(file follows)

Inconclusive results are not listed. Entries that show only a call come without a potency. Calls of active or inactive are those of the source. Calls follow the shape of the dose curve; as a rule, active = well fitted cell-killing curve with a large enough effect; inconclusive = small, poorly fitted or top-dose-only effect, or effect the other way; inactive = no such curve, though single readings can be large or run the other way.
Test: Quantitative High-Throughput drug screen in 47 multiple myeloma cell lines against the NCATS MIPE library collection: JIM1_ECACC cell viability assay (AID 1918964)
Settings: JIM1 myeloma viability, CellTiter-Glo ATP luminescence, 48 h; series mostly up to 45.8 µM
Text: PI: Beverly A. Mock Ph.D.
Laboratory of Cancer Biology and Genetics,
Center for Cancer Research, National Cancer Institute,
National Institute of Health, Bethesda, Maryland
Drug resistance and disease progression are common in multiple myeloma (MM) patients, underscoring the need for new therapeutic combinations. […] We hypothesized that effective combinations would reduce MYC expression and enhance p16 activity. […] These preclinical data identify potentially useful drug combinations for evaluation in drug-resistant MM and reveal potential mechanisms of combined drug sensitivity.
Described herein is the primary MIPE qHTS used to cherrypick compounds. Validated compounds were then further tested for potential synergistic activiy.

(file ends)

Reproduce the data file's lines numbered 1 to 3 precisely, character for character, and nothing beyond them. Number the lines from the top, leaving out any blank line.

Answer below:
Inconclusive results are not listed. Entries that show only a call come without a potency. Calls of active or inactive are those of the source. Calls follow the shape of the dose curve; as a rule, active = well fitted cell-killing curve with a large enough effect; inconclusive = small, poorly fitted or top-dose-only effect, or effect the other way; inactive = no such curve, though single readings can be large or run the other way.
Test: Quantitative High-Throughput drug screen in 47 multiple myeloma cell lines against the NCATS MIPE library collection: JIM1_ECACC cell viability assay (AID 1918964)
Settings: JIM1 myeloma viability, CellTiter-Glo ATP luminescence, 48 h; series mostly up to 45.8 µM